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Total Surveillance. Imagine a future in which a signal emitting rfid storing your personal information is tattooed on or implanted beneath your skin and all identifiable with the swipe of a scanner. This is exactly what the soon coming Antichrist will do! This Antichrist will force everyone, small and great, rich and poor, free and slave, to receive a mark on his right hand or on his forehead, so that no one could buy or sell unless he had the mark, which is the name of the beast or the number of his name. Revelation 13: 16, 17
RFID tattoos for tracking cows... and people
Did you know that Saint Louis based Somark Innovations successfully tested an "RFID tattoo" on cows and rats? Yes indeed, tattoo, not the ol' RFID chip found in passports, dogs, and Dutch VIP clubbers. Somark's system uses an array of needles to inject a passive RFID ink which can be read through the hair on your choice of beast. The ink can be either invisible or colored but Somark is keeping mum as to its exact contents. They only say that it doesn't contain any metals and is 100% biocompatible and chemically inert. The tattoo can be applied in 5 to 10 seconds with no shaving involved and can be read from up to 4 feet away -- the bigger the tattoo, the more information stored. Best of it all, it's apparently safe for humans to ingest allowing the FDA to track back Mad Cow Disease, e-coli outbreaks, and Soylent Green. Don't worry, they can't track you just as long as you chew your food like mama taught. However, with "military personnel" listed as Somark's "secondary target market," well, it's just a matter of time before
we're all cattle now isn't it.
Cops In Full Riot Gear
Welcome To The New World Order
Total Surveillance. Imagine being forced to receive a signal-emitting microchip that would be implanted beneath your skin containing your personal information and identifiable with a scanner, without which you could neither buy nor sell goods.
VeriChip is a human-implantable RFID (radio frequency identification) device from VeriChip Corporation. The VeriChip is the first Food and Drug Administration (FDA)-approved humanimplantable RFID microchip. VeriChip received United States FDA approval in 2004. About twice the length of a grain of rice, the device is typically implanted above the triceps area of an individual’s right arm. Once scanned at the proper frequency, the VeriChip responds with a unique 16-digit number which can correlate the user to information stored on a database for identity verification, medical records access and other uses. The insertion procedure is performed under local anesthetic and once inserted, is invisible to the naked eye. The process can easily be performed in a physician’s office.
Before long, we may use fingerprints, iris scans, and voice recognition to log onto computers, buy groceries -- even when picking up kids from school. This could be you: At a convenience store, a scanner reads your fingerprints and deducts the price of a coffee and doughnut from your checking account. Once at the office, your employer uses software to monitor the rhythm of your typing or a Webcam to measure the proportions of your face before letting you onto the network. Your call to customer service won't go through until you're identified by the cadence of your voice.
Palm Reader What: Fujitsu PalmSecure Measures: Vascular patterns and blood flow in the hand Status: Widely available at ATMs and other locations in Japan. U.S. launch expected this year The PalmSecure bombards the user's hand with "near infrared" light to detect the pattern of blood vessels. Fujitsu is close-lipped about a U.S. debut expected later this year but says PalmSecure could be useful in health care and for granting access to buildings.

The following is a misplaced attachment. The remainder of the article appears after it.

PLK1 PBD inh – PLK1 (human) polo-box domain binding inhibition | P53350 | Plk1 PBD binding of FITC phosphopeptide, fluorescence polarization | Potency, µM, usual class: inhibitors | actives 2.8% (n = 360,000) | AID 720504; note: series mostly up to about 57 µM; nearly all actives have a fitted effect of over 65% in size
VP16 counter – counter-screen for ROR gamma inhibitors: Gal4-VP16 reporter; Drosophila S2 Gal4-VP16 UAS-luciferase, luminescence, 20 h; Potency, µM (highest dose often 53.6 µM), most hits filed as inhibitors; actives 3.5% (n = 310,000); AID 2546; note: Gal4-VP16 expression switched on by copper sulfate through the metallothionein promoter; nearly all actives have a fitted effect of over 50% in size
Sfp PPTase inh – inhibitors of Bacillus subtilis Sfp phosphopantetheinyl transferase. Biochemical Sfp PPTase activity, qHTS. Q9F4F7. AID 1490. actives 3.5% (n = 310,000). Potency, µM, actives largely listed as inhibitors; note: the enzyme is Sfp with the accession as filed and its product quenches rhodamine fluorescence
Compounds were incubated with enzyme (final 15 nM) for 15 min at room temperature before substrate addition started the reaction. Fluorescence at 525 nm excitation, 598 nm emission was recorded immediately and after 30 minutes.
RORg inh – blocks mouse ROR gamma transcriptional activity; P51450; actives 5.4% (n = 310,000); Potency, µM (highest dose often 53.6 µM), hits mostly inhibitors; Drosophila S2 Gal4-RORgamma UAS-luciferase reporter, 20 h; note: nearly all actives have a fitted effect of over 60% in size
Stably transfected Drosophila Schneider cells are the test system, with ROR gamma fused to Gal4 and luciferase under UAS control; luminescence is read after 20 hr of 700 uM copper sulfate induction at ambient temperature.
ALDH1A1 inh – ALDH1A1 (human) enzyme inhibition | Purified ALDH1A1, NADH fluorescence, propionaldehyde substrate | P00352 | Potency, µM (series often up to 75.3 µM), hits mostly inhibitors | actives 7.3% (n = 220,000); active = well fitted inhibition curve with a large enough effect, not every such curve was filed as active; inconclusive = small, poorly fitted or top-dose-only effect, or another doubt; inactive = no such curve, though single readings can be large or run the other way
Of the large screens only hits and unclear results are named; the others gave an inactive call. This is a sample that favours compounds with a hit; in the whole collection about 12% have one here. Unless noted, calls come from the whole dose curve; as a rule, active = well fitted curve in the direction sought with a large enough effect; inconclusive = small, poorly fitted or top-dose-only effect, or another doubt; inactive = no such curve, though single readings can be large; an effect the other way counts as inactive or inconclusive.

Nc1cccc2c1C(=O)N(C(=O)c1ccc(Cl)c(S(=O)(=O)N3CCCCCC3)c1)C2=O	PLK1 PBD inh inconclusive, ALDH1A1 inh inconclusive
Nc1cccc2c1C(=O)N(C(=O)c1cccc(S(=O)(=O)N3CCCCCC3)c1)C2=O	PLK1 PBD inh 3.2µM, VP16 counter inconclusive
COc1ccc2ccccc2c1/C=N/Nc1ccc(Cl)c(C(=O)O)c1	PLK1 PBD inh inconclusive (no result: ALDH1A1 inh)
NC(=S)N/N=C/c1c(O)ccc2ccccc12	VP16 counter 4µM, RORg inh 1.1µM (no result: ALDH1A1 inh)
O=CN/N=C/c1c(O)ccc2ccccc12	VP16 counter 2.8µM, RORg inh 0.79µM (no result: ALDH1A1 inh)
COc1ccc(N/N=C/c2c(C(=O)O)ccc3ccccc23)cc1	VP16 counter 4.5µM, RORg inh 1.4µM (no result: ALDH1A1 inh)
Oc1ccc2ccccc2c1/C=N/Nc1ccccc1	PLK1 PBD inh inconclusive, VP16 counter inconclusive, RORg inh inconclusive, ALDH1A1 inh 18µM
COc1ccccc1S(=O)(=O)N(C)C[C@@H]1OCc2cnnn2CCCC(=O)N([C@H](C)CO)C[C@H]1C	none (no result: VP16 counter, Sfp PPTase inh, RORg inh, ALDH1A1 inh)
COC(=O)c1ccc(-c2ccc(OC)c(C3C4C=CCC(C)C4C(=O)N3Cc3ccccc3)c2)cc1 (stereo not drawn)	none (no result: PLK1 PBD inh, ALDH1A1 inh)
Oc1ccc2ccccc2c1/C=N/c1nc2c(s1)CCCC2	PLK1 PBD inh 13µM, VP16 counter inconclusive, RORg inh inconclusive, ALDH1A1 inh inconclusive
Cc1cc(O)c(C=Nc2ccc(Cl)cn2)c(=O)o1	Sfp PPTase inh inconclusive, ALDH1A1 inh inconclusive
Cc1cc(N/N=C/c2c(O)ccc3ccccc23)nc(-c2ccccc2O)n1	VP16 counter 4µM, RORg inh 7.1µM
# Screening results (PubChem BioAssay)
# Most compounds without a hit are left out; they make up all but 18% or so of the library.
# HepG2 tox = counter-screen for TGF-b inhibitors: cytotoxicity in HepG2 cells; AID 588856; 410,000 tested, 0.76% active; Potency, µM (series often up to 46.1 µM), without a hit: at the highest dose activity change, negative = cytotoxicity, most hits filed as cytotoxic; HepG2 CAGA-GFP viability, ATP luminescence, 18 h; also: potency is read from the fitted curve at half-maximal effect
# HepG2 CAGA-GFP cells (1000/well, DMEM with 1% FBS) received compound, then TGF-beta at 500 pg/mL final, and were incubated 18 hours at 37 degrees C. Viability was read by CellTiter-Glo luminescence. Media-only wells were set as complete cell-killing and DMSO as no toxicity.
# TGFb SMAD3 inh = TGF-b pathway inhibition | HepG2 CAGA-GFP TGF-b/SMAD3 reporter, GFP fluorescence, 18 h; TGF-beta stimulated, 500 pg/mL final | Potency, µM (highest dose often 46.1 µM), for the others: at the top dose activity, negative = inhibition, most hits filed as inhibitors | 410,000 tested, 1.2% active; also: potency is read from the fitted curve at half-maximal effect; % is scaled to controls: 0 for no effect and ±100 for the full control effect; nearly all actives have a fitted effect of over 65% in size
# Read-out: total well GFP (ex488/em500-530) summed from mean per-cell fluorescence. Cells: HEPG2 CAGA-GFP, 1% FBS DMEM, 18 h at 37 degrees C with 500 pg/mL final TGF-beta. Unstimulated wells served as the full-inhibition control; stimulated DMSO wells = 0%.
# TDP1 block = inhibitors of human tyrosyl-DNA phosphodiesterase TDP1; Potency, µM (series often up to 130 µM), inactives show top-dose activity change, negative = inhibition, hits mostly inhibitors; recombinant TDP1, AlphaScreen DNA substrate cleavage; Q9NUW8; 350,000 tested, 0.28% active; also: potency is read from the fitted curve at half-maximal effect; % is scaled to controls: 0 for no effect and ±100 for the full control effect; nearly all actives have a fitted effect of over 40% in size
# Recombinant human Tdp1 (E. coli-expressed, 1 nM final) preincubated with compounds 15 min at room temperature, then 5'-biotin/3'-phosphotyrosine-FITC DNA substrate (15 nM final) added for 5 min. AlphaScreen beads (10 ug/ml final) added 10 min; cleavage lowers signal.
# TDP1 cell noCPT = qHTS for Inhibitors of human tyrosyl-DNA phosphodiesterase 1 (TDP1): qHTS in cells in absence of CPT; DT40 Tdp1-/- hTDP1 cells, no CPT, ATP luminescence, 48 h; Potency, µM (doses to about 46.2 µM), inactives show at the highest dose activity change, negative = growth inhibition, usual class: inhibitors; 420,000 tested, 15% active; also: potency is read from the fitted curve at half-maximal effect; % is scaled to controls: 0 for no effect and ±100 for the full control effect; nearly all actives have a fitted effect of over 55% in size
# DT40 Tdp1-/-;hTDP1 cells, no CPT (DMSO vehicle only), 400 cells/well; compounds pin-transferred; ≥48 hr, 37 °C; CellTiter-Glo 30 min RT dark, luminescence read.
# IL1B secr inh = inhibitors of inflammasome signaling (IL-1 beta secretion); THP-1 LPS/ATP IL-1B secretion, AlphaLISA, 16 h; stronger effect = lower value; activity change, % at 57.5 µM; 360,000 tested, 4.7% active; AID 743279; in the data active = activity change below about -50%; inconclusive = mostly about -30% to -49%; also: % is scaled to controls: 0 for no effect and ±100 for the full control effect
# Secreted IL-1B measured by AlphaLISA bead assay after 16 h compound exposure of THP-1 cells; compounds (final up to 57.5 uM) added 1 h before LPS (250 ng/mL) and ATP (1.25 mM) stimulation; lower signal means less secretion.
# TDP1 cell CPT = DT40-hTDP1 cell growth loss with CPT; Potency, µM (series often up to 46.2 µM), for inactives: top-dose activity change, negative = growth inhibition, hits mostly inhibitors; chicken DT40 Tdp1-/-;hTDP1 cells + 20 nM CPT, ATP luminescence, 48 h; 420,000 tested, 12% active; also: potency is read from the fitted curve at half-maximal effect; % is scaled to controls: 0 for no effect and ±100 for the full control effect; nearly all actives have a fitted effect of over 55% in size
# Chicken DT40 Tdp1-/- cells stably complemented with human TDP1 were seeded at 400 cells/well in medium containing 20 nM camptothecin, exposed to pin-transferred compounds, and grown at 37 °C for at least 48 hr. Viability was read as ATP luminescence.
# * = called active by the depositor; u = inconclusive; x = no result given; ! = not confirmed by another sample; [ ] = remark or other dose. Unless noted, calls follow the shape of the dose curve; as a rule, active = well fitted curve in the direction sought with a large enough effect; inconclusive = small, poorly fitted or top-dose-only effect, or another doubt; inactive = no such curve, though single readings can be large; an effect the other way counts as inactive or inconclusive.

Let Your Fingers Do the Paying What: Pay By Touch Measures: Fingerprints Status: available in certain grocery stores. Soon through an as-yet-undisclosed e-tailer Sample customers: Supervalu, Albertson's, Piggly Wiggly. Used by several retailers, Pay By Touch may be the most prominent biometric device in the U.S. Shoppers enrolled in the program can speed through checkout lines, paying for items with a linked bank account or credit card simply by applying a fingerprint to a sensor. Pay By Touch says more than 2 million people have signed up. Now the company plans to expand into online retail, using sensors available on some laptops.
RFID Label MPI Label Company | Alien chip | 96-bit
RFID tag UPM RAFLATAC | ShortDipole (ETSI) 96-bit Gen2 UHF
RFID tag UPM RAFLATAC | Frog DualDipole 96-bit Gen2 UHF
RFID tag UPM RAFLATAC | MiniDipole 96-bit Gen2 UHF
Implantable RFID chips RFID, Inc | used for animal tracking Radio-frequency identification (RFID) is an automatic identification method, relying on storing and remotely retrieving data using devices called RFID tags or transponders. An RFID tag is an object that can be attached to or incorporated into a product, animal, or person for the purpose of identification using radio waves. All RFID tags contain at least two parts. One is an integrated circuit for storing and processing information, modulating and demodulating a radio frequency (RF) signal and perhaps other specialized functions. The second is an antenna for receiving and transmitting the signal. The RFID tag can automatically be read from several meters away and does not have to be in the line of sight of the reader. The current thrust in RFID use in supply chain management for large enterprises. RFID increases the speed and accuracy with which inventory can be tracked and managed thereby saving money for the business.
Biometrics To Be Used On IDs.